| 15.1°C Dublin

mortgage rates Irish borrowers pay €2.2k more a year for mortgage than eurozone average

This is because Ireland continues to have some of the most expensive new mortgage rates

Close

Mortgage rates in Ireland are the second highest in the Eurozone. Stock image

Mortgage rates in Ireland are the second highest in the Eurozone. Stock image

Mortgage rates in Ireland are the second highest in the Eurozone. Stock image

Borrowers in Ireland are paying thousands of euro more a year for a mortgage than the average in the eurozone.

This is because Ireland continues to have some of the most expensive new mortgage rates, despite greater competition from non-bank lenders Finance Ireland and Avant Money.

New mortgage rates here are the highest across the euro area after Greece, according to figures from the Central Bank.

It said the average new mortgage rate in this country in June was 2.74pc, down five basis points on the same month last year.

The average for the eurozone was 1.27pc, although the rate varied considerably across countries.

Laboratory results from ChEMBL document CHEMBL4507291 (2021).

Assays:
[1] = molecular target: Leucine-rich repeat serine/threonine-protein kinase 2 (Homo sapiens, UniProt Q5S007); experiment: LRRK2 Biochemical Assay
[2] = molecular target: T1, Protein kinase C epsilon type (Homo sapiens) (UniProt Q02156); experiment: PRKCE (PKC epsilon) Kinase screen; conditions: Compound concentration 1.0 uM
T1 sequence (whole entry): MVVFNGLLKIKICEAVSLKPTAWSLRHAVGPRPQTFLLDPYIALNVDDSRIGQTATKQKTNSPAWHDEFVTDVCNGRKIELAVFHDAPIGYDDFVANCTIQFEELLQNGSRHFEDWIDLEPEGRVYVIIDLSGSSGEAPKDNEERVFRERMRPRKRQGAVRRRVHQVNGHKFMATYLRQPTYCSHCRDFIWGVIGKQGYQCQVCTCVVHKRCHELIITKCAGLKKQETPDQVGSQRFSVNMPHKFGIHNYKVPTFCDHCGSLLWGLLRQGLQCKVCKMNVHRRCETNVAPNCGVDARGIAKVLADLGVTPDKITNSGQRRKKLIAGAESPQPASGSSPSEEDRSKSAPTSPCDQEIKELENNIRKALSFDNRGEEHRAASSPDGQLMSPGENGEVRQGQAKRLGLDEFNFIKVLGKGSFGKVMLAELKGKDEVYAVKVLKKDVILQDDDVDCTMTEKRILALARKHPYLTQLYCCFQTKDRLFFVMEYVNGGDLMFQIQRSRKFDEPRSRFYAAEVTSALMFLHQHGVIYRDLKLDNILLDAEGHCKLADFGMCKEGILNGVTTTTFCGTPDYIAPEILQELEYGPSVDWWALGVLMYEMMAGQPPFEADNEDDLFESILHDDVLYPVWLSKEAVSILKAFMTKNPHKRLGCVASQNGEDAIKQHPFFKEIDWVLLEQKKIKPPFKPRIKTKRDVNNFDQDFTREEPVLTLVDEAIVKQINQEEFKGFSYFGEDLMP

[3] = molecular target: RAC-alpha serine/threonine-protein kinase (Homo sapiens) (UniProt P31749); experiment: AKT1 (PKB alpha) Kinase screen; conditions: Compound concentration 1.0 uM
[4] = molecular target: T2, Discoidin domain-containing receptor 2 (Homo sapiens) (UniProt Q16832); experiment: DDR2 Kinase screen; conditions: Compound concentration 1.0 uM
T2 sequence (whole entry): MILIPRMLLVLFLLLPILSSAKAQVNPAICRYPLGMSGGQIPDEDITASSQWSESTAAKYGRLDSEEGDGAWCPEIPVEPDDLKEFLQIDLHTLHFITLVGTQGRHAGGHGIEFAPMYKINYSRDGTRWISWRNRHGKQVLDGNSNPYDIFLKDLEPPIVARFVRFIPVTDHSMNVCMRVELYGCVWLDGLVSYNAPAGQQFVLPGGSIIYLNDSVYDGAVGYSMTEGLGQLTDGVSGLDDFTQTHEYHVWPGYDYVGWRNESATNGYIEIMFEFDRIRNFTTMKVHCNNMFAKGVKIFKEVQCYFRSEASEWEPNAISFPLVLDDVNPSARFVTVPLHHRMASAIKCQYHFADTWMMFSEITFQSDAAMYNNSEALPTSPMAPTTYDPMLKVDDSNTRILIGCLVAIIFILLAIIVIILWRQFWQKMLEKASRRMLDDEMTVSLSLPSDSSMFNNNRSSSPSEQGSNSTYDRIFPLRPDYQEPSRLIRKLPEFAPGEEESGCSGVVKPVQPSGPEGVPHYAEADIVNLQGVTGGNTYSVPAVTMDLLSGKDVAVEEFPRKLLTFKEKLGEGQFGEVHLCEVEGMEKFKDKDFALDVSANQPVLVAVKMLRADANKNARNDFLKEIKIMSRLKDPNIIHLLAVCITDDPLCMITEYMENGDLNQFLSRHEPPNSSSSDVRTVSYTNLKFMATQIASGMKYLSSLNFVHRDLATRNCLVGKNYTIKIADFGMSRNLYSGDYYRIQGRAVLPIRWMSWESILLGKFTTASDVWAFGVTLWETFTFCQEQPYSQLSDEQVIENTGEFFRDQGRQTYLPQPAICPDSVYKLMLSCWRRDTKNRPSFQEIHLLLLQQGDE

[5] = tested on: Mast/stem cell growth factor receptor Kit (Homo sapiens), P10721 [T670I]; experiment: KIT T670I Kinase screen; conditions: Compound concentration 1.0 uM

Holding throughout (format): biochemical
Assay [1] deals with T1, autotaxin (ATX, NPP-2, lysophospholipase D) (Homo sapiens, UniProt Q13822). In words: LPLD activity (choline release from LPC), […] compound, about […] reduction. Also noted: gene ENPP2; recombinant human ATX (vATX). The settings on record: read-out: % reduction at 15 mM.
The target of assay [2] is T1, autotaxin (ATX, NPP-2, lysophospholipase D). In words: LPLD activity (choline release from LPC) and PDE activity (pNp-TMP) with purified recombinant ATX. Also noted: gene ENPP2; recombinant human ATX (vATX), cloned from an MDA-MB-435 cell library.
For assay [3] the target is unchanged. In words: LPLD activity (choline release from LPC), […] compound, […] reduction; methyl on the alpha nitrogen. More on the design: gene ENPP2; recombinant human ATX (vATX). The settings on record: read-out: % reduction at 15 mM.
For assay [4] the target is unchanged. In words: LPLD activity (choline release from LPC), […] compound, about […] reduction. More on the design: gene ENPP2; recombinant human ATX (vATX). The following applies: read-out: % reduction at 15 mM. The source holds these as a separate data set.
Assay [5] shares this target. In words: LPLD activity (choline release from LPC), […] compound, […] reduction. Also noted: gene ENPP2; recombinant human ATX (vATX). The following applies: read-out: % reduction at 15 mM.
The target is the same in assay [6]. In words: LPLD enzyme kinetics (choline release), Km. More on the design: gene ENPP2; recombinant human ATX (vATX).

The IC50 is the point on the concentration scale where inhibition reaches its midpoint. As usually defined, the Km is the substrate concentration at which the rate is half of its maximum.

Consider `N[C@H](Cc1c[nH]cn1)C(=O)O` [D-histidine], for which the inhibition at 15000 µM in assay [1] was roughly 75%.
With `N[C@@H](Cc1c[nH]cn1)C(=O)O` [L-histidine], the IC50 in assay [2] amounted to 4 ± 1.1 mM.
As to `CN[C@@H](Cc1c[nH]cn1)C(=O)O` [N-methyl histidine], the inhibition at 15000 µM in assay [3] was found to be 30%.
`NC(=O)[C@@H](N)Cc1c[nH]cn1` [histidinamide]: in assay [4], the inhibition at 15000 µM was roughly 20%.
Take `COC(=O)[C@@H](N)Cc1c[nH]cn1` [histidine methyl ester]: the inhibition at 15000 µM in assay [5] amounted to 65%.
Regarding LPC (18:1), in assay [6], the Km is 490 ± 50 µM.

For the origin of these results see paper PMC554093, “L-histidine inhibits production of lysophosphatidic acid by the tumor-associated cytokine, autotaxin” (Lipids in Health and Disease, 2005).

"Ireland had the second-highest mortgage interest rate across the euro area," the Central Bank said.

This means new borrowers are paying around €2,200 more a year than the average across the eurozone.

On a monthly basis, the difference works out at €184, according to Daragh Cassidy of price comparison site Bonkers.

Bankers say regulatory requirements on how much capital they must set aside when issuing mortgages and the difficulties in repossessing homes when no payments are being made are the reasons for the higher cost of borrowing.

However, a number of smaller lenders have cut their rates in recent weeks, although there has been no response from the main players, AIB, Bank of Ireland and Permanent TSB.

EBS recently announced cuts to some of its fixed rates and Haven introduced a low "green" rate of 2.15pc, while last week ICS Mortgages became only the second lender in Ireland to offer a rate below 2pc.

Mr Cassidy said: "This isn't yet feeding through into the average rate most households are paying."

Sunday World Newsletter

Sign up for the latest news and updates

This field is required This field is required

Download the Sunday World app

Now download the free app for all the latest Sunday World News, Crime, Irish Showbiz and Sport. Available on Apple and Android devices


Privacy